Me and Herman Melville are so over. After 298 pages of Moby Dick – that’s halfway through – I’ve finally called off the hunt for enjoyment. If I’d made it to page 300 that would have at least been some kind of landmark, a respectable point at which to give up. I didn’t want it to end like this…
Of course, we value the idea of being ‘well-read’. It’s a middle-class aspiration that signifies depth and resolve (I mean middle-class in the British, bourgeois sense). To be cognisant with the classics means you have scaled the heights of what is possible in literature; like the well-travelled, you have officially broadened your mind. And in our endlessly distracted 21st century lives, to read the classics is to invest time and commitment in accessing older, time-tested sources of wisdom.
That’s all very well, but who decides what the classics are?
Since the early 20th century, reading lists have been complied by academics in an effort to enshrine certain works as officially great, influential and important. Known as the Western Canon, this list consists of all the poetry, novels, and plays you might expect, but has also been criticised for overshadowing the works of women and people of colour.
However, this is not my primary problem with the classics, but the round about way of saying things that predominates; both for the characters and the authorial voice. For all the seductive poetry and wierdness of Moby Dick, the prose all too often makes me feel as through I’m wading through treacle:
“Nor, perhaps, will it fail to be eventually percieved, that behind those forms and usages, as it were, he sometimes masked himself; incidentally making use of them for other and more private ends than they were legitimately intended to subserve. That certain sultanism of his brain, which had otherwise in a good degree remained unmanifested; through those forms that same sultanism became incarnate in an irresistible dictatorship. For be a man’s intellectual superiority what it will, it can never assume the practical, available supremacy over other men, without the aid of some sort of external arts and entrenchments, always, in themselves, more or less paltry and base.” (Melville, Moby Dick)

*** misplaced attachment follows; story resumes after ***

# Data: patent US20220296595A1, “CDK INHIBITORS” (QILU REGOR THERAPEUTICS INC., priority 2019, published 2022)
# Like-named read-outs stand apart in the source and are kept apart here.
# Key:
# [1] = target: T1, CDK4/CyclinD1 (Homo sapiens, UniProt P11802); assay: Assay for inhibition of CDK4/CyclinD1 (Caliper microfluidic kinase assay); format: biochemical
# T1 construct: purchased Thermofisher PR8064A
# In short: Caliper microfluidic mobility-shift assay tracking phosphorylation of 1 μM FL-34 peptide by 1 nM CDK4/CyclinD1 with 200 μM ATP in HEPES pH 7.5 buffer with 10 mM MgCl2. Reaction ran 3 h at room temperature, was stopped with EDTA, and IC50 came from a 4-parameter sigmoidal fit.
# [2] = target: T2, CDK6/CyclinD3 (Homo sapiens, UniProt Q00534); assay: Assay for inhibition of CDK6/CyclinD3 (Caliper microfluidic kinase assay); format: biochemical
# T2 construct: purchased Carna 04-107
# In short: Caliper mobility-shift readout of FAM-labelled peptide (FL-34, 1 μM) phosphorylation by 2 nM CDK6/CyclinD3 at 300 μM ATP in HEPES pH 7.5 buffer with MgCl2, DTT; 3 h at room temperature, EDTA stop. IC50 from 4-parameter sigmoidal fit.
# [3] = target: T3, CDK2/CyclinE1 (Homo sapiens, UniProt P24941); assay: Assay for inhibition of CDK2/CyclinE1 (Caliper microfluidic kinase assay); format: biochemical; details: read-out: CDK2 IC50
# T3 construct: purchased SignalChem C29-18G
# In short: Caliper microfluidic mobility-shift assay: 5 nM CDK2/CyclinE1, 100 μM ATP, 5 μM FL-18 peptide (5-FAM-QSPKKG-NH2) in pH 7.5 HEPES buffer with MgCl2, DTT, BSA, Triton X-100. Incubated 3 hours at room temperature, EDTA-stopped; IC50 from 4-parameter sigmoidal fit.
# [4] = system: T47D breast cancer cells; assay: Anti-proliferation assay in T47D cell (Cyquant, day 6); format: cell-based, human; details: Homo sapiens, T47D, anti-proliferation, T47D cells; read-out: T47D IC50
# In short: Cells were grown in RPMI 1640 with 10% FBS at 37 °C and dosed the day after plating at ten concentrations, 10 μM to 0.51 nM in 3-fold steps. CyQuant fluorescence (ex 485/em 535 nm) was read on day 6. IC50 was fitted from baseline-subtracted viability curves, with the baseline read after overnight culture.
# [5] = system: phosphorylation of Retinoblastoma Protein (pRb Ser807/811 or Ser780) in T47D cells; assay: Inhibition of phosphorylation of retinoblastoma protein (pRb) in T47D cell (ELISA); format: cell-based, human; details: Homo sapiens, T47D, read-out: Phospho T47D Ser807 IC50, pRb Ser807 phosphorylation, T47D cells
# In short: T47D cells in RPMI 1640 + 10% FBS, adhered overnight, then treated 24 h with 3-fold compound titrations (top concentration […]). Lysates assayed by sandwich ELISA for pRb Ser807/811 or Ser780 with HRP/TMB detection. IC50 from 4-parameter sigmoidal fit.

Did people actually talk like that? I know it was written in the mid-1800s, but trying to disentangle each sentence drives me crazy. I get frustrated with these canonical books, then I feel stupid; because if they are officially so great but I don’t enjoy them then there must be something wrong with me.
That’s why it was a relief to realise that I have my own canon – a body of works that excites me and makes me salivate for more. It comprises all the books that came out the US counter-culture in the second half of the twentieth century, encompassing everything that made the 60s shimmer with ideas, exploration and arguament, from Catch 22 to The Electric Kool-Aid Acid Test. It starts with the Beats in the 50s – Kerouac, Ginsberg and Buckowski and stretches to drug tales like Trainspotting in the 90′s (it doesn’t have to be American)
My favourite writer of any kind is the late music journalist Lester Bangs. He knows exactly where I’m coming from:
“I would rather write like a dancer shaking my ass to boogaloo inside my head, and perhaps reach only readers who like to use books to shake their asses, than to be or write for the man cloistered in a closet somewhere reading Aeschylus while this stupefying world careens crazily past his waxy windows toward its last raving sooty feedback pirouette.” (Lester Bangs)
For more on the literature of the 60′s counter-culture, visit Erich Ruppert’s excellent blog
Originally published on Tom's Blog.